Meanwhile, next year's increase in Social Security is all of 1.5 percent. That follows a 1.7 percent increase for 2013, a 3.6 percent increase in 2012 and no increase in either 2010 or 2011. It's not much, but it's something.

Your investments will probably go up more. In November 1983 the Dow Jones Industrial Average sat around 1,250. Now it's bumped up to 16,000 -– a more than 12-fold increase. According to Fidelity Investments, for workers "age 55 or older who have been active for at least 10 years, the average 401(k) balance is now $269,500." All other things being equal, that balance will top $3 million in 30 years.

Of course, there's no guarantee that the next 30 years will bring inflation or stock market gains like the last 30 years. But forewarned is forearmed: You must take inflation into account as you plan for your future. Meanwhile, look at the bright side –- at least we'll be able to afford to eat a decent breakfast.

Tom Sightings is a former publishing executive who was eased into early retirement in his mid-50s. He lives in the New York area and blogs at Sightings at 60, where he covers health, finance, retirement and other concerns of baby boomers who realize that somehow they have grown up.

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How Inflation Affects Your Financial Future
Where you live can have a huge impact on your tax bill in ways that may surprise you. Some states are more tax-friendly for retirees than others -- particularly if you are living on a fixed income -- can have a big impact on how much you have left over to spend.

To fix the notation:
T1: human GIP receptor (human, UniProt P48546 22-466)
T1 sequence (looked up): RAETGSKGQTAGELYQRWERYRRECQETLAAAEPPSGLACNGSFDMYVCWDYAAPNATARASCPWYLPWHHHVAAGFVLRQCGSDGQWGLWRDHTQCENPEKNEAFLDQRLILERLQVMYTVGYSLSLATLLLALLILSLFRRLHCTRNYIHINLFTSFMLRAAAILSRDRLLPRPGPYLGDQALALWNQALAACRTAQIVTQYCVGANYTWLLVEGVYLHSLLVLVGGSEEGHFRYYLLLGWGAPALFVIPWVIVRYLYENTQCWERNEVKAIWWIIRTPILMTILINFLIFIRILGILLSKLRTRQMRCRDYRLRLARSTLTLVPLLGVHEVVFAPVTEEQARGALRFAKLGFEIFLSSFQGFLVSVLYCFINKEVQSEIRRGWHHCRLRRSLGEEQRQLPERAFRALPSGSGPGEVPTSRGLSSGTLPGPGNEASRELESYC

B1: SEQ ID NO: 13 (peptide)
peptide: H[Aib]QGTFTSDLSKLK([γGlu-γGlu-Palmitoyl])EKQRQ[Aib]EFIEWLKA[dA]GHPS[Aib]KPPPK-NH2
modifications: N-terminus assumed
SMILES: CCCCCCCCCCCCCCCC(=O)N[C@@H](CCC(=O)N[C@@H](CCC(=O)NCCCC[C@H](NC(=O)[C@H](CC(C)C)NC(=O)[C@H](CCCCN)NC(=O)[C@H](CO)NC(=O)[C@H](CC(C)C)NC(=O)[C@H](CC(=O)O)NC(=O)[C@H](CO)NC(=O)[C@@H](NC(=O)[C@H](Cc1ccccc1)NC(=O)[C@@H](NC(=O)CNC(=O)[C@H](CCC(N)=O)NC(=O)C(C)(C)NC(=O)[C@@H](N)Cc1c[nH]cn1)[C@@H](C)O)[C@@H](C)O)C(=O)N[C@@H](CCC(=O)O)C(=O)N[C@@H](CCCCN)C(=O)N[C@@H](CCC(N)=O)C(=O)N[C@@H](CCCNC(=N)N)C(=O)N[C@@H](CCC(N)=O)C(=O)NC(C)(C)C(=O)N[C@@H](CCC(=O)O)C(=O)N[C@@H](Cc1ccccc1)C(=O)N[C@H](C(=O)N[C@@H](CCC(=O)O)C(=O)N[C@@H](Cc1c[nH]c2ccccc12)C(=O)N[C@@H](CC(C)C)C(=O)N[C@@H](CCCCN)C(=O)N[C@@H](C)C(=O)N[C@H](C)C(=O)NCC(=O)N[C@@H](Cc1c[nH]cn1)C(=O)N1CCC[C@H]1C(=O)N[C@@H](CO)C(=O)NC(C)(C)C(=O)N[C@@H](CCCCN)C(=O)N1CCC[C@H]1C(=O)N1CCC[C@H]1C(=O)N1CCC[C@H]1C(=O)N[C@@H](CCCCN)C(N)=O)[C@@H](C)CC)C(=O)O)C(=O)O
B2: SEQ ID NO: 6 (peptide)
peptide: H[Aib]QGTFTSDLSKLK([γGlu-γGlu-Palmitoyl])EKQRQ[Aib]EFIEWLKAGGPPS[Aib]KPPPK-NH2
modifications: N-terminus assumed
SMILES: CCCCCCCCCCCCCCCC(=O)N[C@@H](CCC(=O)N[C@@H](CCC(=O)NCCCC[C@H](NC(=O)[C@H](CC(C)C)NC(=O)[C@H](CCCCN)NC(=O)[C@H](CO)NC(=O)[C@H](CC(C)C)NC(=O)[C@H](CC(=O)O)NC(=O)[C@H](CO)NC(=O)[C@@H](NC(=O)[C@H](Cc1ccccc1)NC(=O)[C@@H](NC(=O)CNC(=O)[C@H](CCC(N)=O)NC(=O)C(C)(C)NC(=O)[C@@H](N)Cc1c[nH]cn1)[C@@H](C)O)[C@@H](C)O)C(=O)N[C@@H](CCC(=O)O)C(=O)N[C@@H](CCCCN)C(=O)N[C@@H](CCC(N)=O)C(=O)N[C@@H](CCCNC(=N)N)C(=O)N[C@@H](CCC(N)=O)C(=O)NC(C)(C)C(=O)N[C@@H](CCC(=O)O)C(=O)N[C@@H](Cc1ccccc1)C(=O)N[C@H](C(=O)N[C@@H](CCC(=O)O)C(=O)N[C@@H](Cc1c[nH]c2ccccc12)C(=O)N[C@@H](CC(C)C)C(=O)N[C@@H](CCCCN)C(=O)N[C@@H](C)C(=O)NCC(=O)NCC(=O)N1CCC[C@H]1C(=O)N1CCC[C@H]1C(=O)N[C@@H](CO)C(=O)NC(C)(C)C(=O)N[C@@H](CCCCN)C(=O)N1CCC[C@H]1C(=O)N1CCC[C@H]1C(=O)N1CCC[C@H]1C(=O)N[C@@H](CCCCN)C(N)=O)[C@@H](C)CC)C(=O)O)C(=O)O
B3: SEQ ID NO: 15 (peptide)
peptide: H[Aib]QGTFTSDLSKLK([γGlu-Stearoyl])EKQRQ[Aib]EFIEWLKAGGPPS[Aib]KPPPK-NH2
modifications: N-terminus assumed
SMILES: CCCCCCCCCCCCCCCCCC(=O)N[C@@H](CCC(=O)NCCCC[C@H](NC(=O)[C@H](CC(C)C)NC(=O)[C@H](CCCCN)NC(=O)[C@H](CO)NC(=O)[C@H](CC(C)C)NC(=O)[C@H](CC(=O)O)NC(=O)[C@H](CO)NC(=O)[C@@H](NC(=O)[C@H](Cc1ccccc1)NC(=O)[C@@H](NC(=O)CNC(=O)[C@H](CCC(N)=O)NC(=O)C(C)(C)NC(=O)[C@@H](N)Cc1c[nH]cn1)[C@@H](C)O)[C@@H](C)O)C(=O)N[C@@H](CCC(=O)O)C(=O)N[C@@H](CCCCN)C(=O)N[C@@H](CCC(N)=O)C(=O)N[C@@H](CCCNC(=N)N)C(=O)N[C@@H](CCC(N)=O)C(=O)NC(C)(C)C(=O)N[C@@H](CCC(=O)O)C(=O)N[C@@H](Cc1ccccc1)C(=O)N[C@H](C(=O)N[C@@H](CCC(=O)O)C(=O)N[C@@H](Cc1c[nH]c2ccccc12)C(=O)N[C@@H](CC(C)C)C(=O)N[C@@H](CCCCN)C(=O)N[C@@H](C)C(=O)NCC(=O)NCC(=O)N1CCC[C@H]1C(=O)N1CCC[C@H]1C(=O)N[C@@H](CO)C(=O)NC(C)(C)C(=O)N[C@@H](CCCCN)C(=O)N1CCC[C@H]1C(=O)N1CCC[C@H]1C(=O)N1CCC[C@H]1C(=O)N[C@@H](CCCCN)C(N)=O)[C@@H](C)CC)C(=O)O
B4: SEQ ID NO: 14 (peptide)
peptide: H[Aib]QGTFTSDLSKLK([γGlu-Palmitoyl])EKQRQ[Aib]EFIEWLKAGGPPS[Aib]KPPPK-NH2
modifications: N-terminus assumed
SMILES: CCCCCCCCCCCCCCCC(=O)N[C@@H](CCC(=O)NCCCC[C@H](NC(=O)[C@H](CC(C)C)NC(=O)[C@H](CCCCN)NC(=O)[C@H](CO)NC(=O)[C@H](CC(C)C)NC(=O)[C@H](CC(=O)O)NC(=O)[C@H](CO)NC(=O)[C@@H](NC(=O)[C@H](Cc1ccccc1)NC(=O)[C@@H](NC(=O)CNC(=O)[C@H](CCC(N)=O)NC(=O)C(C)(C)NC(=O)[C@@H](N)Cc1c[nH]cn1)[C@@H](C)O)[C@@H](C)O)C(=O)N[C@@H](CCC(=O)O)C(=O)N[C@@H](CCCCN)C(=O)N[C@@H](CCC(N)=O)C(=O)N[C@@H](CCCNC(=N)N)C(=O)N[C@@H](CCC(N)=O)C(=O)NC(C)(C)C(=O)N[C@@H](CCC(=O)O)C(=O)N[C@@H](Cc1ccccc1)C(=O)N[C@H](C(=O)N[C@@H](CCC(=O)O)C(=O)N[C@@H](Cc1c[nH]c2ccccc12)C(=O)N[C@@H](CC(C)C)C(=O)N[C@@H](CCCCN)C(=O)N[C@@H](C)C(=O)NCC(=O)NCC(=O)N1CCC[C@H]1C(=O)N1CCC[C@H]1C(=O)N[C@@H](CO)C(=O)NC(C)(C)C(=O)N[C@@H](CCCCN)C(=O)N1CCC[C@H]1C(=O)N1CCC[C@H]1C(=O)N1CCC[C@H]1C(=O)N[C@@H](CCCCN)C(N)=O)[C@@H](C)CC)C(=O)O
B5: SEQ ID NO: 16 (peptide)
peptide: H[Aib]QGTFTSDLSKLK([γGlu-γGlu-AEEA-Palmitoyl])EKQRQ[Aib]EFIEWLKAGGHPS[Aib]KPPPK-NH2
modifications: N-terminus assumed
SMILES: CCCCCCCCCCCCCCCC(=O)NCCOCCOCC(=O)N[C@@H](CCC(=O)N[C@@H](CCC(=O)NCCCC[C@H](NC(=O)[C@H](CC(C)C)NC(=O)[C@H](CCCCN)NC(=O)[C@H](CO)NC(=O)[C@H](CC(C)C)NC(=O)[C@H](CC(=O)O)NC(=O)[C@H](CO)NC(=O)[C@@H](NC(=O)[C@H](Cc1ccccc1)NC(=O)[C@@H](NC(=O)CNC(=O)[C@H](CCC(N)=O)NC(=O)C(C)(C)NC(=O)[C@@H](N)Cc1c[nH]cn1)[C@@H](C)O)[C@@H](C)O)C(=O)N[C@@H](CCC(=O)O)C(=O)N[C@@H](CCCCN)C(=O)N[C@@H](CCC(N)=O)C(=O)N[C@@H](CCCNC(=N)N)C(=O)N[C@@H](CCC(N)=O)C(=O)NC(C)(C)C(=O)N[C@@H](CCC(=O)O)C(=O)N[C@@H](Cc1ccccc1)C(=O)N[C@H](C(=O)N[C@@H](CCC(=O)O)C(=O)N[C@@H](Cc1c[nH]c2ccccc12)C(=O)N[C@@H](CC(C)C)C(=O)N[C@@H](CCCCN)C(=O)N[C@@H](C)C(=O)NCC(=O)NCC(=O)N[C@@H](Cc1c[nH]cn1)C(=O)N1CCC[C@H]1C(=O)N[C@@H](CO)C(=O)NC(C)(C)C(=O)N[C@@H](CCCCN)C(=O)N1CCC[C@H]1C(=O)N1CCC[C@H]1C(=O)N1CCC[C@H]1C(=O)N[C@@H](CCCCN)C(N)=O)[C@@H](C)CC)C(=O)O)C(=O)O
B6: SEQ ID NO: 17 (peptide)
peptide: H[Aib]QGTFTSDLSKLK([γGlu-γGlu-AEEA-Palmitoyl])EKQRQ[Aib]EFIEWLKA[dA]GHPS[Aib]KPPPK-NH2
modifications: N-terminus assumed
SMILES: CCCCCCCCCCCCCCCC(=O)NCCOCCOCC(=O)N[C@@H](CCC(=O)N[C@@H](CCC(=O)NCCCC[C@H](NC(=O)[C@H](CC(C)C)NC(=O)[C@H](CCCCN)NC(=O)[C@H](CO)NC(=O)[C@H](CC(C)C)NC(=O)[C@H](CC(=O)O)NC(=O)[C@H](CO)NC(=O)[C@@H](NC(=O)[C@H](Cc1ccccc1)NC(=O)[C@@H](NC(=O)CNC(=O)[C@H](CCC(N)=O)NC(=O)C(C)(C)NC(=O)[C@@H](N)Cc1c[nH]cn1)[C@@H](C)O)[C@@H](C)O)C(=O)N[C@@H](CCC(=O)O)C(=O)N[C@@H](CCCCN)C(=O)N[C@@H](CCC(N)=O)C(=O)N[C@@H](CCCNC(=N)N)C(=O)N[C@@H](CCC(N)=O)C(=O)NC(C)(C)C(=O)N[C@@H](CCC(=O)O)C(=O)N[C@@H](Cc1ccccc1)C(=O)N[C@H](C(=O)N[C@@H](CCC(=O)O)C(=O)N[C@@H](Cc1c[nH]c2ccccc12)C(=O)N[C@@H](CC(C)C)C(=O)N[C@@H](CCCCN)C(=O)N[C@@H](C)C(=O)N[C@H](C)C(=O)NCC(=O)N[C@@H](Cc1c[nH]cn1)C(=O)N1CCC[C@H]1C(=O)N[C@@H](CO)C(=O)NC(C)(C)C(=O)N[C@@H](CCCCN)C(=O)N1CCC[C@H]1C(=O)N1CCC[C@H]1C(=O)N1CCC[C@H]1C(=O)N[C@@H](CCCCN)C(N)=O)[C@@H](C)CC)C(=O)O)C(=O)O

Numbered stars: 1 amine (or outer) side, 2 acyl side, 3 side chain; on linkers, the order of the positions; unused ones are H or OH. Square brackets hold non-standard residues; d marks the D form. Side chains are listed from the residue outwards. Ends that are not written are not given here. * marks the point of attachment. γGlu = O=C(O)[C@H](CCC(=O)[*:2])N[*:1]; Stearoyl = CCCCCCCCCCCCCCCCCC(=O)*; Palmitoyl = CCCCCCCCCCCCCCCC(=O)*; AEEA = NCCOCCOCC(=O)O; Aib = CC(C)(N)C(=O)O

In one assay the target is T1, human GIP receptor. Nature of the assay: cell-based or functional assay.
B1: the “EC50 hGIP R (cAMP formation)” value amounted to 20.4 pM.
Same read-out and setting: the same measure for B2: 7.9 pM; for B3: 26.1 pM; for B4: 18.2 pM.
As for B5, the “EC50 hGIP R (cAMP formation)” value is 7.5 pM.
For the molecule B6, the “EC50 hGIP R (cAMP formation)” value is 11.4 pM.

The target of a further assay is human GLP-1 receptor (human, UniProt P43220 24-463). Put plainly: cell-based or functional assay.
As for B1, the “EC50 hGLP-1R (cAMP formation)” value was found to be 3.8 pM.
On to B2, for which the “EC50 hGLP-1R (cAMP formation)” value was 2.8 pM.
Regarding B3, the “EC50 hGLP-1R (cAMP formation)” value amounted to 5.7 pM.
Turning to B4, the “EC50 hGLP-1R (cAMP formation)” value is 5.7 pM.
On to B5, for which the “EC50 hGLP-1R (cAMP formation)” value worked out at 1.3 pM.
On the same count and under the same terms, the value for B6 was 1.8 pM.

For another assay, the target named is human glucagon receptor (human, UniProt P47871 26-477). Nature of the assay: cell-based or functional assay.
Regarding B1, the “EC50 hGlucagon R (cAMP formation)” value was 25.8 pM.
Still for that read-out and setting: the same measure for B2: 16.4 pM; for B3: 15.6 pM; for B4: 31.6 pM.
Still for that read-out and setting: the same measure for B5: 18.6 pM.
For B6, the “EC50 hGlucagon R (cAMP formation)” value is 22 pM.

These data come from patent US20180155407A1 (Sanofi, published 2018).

Click through our gallery to see which states qualify as "heaven" and which are "hell" for income tax, pension, social security benefits, sales tax and property tax.

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Don't assume that a state with no income tax qualifies as a tax haven. High sales and property taxes can more than offset the absence of an income tax.

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Only three states exempt virtually all retirement income (including public and private pension benefits, 401(k) and other retirement-plan distributions, and IRA withdrawals) from state income taxes.

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Five states are particularly tough on retirees. Not only do they fully tax most pensions and other retirement income, but most of them also have fairly high top tax brackets.

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36 states and the District of Columbia don't tax Social Security.

36 States That Are Heaven
Alabama, Alaska, Arizona, Arkansas, California, Delaware, Florida, Georgia, Hawaii, Idaho, Illinois, Indiana, Kentucky, Louisiana, Maine, Maryland, Massachusetts, Michigan, Mississippi, Nevada, New Hampshire, New Jersey, New York, North Carolina, Ohio, Oklahoma, Oregon, Pennsylvania, South Carolina, South Dakota, Tennessee, Texas, Virginia, Washington, Wisconsin and Wyoming
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The remaining 14 states tax Social Security benefits to some extent.